Many years ago I was engaged to play Trombone II on the Stravinsky Octet. Rehearsals had been fine and easy. I felt very comfortable on the part. The performance went well. The person playing Trombone I had a couple of minor scrapes…nothing serious or too noticeable to many. A few days after the performance I had occasion to see the person again, who was an older, more experienced musician than I. He offered to me that I needed to develop a flashier routine to impress people when I was warming up. My warm-up the night of the Stravinsky consisted of long tones to refine my sound and slow scales, slow slurs and some exercises to hone clear articulation. I was rather speechless and responded, “I figured the purpose of a warm-up was to prepare me for the performance, which was at a high level, with no errors.”
What I wanted to say was, “You mean flashy like you, and have troubles on the concert?”
Of course, I was young and hadn’t yet earned the right for such honesty.


It did get me thinking. Why do trombonists practice all of this extra stuff that is never required in the actual music? Yes, lip flexibility and sound technique is important, but at the expense of solidity of performance? No. I am lazy…why do all the extended stuff…especially when the basic sound is second-rate? My advice…work on the stuff that matters.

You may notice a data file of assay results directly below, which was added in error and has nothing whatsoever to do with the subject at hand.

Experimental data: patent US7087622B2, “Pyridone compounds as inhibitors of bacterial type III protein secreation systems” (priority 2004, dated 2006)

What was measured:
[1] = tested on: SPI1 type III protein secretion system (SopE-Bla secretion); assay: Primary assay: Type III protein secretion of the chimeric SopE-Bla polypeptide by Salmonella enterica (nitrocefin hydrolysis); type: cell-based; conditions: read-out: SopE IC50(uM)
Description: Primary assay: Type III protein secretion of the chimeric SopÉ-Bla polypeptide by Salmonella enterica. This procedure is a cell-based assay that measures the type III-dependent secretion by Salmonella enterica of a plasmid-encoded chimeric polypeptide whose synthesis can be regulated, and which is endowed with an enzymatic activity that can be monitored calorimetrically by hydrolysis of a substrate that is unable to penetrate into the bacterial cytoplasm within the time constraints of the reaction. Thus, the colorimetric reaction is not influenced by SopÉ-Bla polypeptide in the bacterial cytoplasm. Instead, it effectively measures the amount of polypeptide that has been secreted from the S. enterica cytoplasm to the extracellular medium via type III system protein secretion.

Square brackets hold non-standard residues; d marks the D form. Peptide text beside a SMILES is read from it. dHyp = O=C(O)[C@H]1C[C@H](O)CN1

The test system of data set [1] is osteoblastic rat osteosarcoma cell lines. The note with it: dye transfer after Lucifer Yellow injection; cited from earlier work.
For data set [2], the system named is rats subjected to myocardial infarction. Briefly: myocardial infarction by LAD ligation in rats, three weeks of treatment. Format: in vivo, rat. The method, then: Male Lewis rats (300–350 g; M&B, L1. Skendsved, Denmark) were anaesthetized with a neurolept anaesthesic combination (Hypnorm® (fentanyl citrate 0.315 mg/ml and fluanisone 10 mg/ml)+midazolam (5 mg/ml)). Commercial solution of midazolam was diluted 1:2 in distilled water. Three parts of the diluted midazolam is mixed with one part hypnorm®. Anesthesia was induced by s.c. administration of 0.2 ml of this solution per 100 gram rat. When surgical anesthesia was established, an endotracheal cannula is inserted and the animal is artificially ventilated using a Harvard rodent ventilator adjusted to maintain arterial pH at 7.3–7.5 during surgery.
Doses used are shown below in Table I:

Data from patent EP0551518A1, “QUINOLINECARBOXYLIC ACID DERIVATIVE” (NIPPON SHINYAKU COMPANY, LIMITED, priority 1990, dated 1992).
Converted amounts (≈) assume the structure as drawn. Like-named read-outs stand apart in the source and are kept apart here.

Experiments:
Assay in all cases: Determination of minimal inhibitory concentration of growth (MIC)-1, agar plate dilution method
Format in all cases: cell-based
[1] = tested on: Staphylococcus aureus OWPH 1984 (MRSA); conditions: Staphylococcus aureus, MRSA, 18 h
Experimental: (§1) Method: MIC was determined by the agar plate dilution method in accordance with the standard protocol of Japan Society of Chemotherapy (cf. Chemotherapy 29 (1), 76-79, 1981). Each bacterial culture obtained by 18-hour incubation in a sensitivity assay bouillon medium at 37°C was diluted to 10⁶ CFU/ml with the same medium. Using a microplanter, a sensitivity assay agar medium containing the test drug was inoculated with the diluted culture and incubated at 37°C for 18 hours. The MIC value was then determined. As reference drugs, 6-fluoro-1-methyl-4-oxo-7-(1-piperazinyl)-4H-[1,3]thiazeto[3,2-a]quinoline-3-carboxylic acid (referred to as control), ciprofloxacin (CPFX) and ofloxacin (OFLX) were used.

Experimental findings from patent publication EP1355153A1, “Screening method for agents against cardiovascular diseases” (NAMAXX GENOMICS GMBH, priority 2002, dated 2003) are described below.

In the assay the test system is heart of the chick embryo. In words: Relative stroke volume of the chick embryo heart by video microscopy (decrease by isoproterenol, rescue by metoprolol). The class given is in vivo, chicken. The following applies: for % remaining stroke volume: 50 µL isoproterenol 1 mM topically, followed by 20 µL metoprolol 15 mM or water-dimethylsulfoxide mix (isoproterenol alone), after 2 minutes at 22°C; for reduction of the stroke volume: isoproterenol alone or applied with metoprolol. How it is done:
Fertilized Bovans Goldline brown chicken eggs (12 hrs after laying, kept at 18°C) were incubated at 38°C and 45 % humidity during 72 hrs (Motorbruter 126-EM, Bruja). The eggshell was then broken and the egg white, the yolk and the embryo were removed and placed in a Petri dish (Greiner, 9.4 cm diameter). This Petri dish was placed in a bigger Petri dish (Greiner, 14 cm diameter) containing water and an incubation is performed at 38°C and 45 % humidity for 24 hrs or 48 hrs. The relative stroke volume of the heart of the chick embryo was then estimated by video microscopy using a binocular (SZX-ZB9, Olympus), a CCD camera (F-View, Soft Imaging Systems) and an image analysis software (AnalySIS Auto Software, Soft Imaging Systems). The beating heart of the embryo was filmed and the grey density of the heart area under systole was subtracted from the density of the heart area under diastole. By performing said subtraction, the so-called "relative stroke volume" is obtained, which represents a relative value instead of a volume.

I can assure you that the very best players possess both sets of skills. During my experiences with the Chicago Symphony and the New York Philharmonic I hear all sorts of great playing…as you can imagine. Their warm-up routines are models of great brass playing. One beautiful note after the other with a sound that is full, rich and appropriate for the orchestra.  One great breath after the other. One in-tune note after the other. Are there virtuosic flexibility exercises going on? Occasionally, but the over riding attitude is one of:

“Prepare for the day’s work, not to be the next Arthur Pryor.”


“Only have enough chops for the gig.”


I have developed a process that is very easy for people to remember:


It is very simple, yet I see students violating it almost daily.


1.Establish, in your head, the pulse of the piece you are about to play.
2.Once the pulse is established, gauge your breath in relation to the pulse.
3.Breath over a greater span than you have been used to breathing.
4.Create sound immediately at the end of the breath with no hesitation

Once you get into this habit it becomes automatic and playing becomes much easier. The slow deep, quiet breath is our friend. Establishing the pulse keeps us from straying into hesitation. Aim and fire. Pull back the string a long ways before releasing the slow-motion arrow.

Something to remember:

Our exhalations tend to mirror our inhalations. A tight, fast, inhalation frequently produces a fast, tight exhalation. Keep it slow, deep and easy.